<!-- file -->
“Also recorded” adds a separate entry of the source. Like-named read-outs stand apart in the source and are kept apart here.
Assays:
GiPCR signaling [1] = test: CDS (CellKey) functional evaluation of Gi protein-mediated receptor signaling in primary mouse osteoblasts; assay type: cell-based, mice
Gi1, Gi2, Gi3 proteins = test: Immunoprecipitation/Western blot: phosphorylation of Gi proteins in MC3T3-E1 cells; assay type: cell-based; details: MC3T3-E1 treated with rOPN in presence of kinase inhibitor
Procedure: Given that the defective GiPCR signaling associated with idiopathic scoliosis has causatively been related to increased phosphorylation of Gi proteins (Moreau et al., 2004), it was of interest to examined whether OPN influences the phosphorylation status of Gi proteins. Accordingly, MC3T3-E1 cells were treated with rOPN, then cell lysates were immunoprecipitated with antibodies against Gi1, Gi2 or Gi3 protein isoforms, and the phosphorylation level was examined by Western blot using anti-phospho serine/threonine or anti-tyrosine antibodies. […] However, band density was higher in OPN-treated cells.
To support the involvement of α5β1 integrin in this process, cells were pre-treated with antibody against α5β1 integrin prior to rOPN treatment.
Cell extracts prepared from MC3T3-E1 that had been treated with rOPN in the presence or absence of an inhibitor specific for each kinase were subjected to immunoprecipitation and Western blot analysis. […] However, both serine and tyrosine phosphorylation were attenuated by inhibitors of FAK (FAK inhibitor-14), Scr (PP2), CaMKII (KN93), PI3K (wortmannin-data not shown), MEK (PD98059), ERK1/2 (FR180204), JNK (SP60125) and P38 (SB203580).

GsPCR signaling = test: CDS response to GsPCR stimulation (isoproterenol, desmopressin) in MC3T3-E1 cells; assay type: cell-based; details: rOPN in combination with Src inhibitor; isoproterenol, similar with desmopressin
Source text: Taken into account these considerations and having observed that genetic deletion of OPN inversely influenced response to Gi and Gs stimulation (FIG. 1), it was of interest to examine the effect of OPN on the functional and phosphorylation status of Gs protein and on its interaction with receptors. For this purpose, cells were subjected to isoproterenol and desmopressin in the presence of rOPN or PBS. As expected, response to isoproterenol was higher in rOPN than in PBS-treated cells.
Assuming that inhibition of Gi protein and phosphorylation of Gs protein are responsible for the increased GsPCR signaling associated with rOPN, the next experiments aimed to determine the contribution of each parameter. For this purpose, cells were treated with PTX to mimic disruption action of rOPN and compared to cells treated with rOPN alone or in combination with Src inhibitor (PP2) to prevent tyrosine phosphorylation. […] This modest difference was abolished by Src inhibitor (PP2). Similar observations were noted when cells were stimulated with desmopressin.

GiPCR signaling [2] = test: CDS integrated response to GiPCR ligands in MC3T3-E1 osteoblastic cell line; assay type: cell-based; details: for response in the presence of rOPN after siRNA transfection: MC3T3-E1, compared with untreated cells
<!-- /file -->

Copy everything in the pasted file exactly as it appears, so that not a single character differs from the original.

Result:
“Also recorded” adds a separate entry of the source. Like-named read-outs stand apart in the source and are kept apart here.
Assays:
GiPCR signaling [1] = test: CDS (CellKey) functional evaluation of Gi protein-mediated receptor signaling in primary mouse osteoblasts; assay type: cell-based, mice
Gi1, Gi2, Gi3 proteins = test: Immunoprecipitation/Western blot: phosphorylation of Gi proteins in MC3T3-E1 cells; assay type: cell-based; details: MC3T3-E1 treated with rOPN in presence of kinase inhibitor
Procedure: Given that the defective GiPCR signaling associated with idiopathic scoliosis has causatively been related to increased phosphorylation of Gi proteins (Moreau et al., 2004), it was of interest to examined whether OPN influences the phosphorylation status of Gi proteins. Accordingly, MC3T3-E1 cells were treated with rOPN, then cell lysates were immunoprecipitated with antibodies against Gi1, Gi2 or Gi3 protein isoforms, and the phosphorylation level was examined by Western blot using anti-phospho serine/threonine or anti-tyrosine antibodies. […] However, band density was higher in OPN-treated cells.
To support the involvement of α5β1 integrin in this process, cells were pre-treated with antibody against α5β1 integrin prior to rOPN treatment.
Cell extracts prepared from MC3T3-E1 that had been treated with rOPN in the presence or absence of an inhibitor specific for each kinase were subjected to immunoprecipitation and Western blot analysis. […] However, both serine and tyrosine phosphorylation were attenuated by inhibitors of FAK (FAK inhibitor-14), Scr (PP2), CaMKII (KN93), PI3K (wortmannin-data not shown), MEK (PD98059), ERK1/2 (FR180204), JNK (SP60125) and P38 (SB203580).

GsPCR signaling = test: CDS response to GsPCR stimulation (isoproterenol, desmopressin) in MC3T3-E1 cells; assay type: cell-based; details: rOPN in combination with Src inhibitor; isoproterenol, similar with desmopressin
Source text: Taken into account these considerations and having observed that genetic deletion of OPN inversely influenced response to Gi and Gs stimulation (FIG. 1), it was of interest to examine the effect of OPN on the functional and phosphorylation status of Gs protein and on its interaction with receptors. For this purpose, cells were subjected to isoproterenol and desmopressin in the presence of rOPN or PBS. As expected, response to isoproterenol was higher in rOPN than in PBS-treated cells.
Assuming that inhibition of Gi protein and phosphorylation of Gs protein are responsible for the increased GsPCR signaling associated with rOPN, the next experiments aimed to determine the contribution of each parameter. For this purpose, cells were treated with PTX to mimic disruption action of rOPN and compared to cells treated with rOPN alone or in combination with Src inhibitor (PP2) to prevent tyrosine phosphorylation. […] This modest difference was abolished by Src inhibitor (PP2). Similar observations were noted when cells were stimulated with desmopressin.

GiPCR signaling [2] = test: CDS integrated response to GiPCR ligands in MC3T3-E1 osteoblastic cell line; assay type: cell-based; details: for response in the presence of rOPN after siRNA transfection: MC3T3-E1, compared with untreated cells